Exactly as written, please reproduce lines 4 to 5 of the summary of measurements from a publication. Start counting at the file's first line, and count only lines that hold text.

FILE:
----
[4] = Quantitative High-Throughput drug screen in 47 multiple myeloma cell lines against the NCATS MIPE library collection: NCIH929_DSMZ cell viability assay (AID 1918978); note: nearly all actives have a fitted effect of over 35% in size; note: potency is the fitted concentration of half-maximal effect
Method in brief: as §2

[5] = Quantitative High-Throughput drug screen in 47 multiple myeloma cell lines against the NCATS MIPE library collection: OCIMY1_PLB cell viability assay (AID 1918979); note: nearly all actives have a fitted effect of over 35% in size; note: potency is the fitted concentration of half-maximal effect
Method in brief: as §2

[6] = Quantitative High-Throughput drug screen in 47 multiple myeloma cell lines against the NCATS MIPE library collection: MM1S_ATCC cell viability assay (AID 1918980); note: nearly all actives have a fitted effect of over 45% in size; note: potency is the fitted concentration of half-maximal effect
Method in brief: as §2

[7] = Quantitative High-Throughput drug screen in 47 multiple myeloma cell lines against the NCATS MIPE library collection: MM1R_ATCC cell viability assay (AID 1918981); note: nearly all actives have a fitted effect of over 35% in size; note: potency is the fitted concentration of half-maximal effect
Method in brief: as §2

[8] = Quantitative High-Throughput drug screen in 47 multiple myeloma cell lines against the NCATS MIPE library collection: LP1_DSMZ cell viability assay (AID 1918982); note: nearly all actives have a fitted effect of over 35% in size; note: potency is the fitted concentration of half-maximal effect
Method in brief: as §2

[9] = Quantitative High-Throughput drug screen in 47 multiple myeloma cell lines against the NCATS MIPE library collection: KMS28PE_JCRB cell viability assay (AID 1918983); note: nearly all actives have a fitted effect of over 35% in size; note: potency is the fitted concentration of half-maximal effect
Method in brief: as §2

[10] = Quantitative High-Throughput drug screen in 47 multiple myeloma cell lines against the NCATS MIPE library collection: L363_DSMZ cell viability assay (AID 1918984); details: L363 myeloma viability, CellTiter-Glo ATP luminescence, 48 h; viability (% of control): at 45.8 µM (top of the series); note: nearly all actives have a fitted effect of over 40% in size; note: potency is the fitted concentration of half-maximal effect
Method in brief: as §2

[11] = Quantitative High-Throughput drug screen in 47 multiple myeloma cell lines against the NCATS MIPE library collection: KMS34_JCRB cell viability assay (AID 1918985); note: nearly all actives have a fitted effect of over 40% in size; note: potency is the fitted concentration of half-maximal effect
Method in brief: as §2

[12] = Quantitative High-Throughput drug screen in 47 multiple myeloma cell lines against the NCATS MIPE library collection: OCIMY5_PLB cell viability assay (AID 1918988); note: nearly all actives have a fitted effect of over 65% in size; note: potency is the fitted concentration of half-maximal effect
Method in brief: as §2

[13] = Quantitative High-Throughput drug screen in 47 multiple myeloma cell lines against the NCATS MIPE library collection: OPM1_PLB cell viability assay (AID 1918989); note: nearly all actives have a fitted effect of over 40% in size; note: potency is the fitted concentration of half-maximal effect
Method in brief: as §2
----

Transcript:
Method in brief: as §2

[6] = Quantitative High-Throughput drug screen in 47 multiple myeloma cell lines against the NCATS MIPE library collection: MM1S_ATCC cell viability assay (AID 1918980); note: nearly all actives have a fitted effect of over 45% in size; note: potency is the fitted concentration of half-maximal effect